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North Yorkshire Moors Railway General Discussion

Discussion in 'Heritage Railways & Centres in the UK' started by The Black Hat, Feb 13, 2011.

  1. MrDibbs

    MrDibbs New Member

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    Heres a Drone video from last year, found on Youtube, credit to Michael Lazenby Studio on Youtube/Facebook/Instagram.
    Shows the NYMR and landscape.

     
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  2. 2392

    2392 Member

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    For those who are followers of the NYMR and are missing their Easter visit. I came across this training/rote learning feature of a trip from Grosmont to Battersby on the Esk Valley, with Chris Cubit one of the Moors longest serving and senior Drivers giving a running commentary highlighting various aspects of the route.



    On thing I find curious/interesting is that many of the bridges [both over and under] along with various embankments/cuttings have been built to accommodate a double track formation. The second line was never installed other than as passing loops at some stations, with the Grosmont Battersby section staying as a single line throughout it's existence.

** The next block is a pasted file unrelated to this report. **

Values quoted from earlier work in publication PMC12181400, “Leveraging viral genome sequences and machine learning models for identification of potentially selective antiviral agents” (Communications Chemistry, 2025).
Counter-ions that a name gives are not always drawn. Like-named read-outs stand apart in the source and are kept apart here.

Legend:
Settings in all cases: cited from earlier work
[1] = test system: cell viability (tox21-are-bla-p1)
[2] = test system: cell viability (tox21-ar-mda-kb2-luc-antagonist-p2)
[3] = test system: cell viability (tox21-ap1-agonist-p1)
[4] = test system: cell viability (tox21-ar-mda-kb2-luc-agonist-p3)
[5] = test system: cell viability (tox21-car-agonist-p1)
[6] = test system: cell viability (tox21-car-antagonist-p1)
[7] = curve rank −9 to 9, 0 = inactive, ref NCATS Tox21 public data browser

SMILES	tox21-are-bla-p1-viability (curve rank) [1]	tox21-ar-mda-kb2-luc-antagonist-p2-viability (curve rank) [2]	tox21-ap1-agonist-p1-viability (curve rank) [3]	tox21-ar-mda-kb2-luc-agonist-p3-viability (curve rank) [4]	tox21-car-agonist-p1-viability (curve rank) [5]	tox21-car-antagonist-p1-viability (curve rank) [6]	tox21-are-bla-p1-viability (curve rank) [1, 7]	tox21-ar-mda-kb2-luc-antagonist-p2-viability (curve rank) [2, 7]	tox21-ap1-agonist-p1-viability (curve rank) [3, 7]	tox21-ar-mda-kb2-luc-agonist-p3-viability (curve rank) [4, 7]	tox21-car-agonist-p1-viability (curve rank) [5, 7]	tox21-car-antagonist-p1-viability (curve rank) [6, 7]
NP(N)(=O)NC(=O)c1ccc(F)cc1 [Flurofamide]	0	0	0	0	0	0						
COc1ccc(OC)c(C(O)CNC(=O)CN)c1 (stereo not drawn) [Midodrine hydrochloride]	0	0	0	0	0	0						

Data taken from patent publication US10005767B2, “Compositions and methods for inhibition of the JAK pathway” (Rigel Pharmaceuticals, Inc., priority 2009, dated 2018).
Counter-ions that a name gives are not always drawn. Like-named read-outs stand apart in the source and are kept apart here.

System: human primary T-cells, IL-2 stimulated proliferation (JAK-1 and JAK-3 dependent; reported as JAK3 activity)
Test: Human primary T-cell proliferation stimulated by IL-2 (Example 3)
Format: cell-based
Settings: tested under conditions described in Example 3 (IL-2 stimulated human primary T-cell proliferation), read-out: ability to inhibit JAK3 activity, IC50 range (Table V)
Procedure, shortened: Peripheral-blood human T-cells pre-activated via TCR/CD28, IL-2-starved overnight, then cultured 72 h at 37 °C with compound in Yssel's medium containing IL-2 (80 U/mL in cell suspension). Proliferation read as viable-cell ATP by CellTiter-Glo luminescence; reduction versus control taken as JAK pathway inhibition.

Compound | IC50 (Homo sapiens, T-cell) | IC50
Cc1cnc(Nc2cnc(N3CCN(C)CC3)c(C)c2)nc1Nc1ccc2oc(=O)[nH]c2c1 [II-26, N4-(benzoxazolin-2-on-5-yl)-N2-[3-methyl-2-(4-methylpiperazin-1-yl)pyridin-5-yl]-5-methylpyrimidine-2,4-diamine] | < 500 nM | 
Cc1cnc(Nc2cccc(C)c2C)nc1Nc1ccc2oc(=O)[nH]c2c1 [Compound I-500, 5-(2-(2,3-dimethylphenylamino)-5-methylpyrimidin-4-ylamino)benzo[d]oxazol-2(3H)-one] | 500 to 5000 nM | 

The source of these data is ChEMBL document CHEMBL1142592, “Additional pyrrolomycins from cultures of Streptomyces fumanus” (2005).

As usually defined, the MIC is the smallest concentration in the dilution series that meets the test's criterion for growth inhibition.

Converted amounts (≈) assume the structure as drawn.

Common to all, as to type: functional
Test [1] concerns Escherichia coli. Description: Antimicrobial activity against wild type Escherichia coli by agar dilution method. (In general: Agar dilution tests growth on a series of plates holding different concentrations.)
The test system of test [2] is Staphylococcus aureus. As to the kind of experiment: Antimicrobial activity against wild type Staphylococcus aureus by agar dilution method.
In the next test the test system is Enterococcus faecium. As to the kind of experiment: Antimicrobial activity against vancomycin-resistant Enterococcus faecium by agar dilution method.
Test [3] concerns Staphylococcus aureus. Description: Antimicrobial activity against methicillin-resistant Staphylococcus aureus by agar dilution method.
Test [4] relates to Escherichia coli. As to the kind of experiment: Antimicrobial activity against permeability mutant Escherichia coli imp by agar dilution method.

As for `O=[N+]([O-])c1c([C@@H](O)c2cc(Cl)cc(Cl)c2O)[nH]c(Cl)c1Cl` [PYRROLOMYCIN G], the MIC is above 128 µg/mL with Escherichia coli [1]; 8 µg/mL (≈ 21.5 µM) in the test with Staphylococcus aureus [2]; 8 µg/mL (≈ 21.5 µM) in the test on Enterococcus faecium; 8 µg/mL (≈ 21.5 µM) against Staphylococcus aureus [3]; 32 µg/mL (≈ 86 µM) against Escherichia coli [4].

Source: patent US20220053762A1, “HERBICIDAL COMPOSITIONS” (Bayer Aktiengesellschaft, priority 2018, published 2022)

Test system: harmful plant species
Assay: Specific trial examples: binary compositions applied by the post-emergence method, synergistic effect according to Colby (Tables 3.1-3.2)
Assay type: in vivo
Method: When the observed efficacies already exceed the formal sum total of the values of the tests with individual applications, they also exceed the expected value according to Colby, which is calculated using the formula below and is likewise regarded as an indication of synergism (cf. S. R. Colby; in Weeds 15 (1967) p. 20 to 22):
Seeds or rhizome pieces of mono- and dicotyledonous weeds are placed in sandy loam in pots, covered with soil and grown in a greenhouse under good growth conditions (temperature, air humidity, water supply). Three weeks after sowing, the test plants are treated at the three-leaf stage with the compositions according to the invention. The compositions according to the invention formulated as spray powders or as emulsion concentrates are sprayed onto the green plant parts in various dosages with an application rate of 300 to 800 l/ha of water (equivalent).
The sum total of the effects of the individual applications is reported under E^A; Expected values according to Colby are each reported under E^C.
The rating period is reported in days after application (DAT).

Edit: and here's part two the return trip.......

     
    Last edited: Apr 13, 2020
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  3. Ploughman

    Ploughman Well-Known Member

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  4. burnham-t

    burnham-t New Member

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    I think that wasn't unusual in the 19th century - what they'd call passive provision nowadays. We had a family holiday in Whitby and rode both the Esk Valley line and the NYMR. The Esk Valley is certainly very scenic although you couldn't call it a fast run.
     
  5. Ploughman

    Ploughman Well-Known Member

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    An example of Passive Provision is the Leeds - York main line between Neville Hill and Micklefield.
    The Overbridges along here are built for 4 track even though only 2 tracks installed.

    4 track may actually happen in the near future if HS 2 goes ahead.
     
  6. Dunfanaghy Road

    Dunfanaghy Road Member

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    The Board of Trade Inspectors took the view that a single line railway was an unfinished railway. As a result many new build railways were required to have land and structures suitable for double track, even if the earthworks were still only fit for a single line. On the Mid Hants this happened between Alton and The Butts. the original cutting was hand dug, and widened with a steam shovel c.1900. As a result the embankment out of Alton was originally made of small material, which consolidated well, and widened with big lumps, which had significant air pockets. All was well until the Gas Board tried to mole through to provide a gas main to the brewery. It got 2/3rds of the way ... ... ...
    Pat
     
  7. Dan Hill

    Dan Hill New Member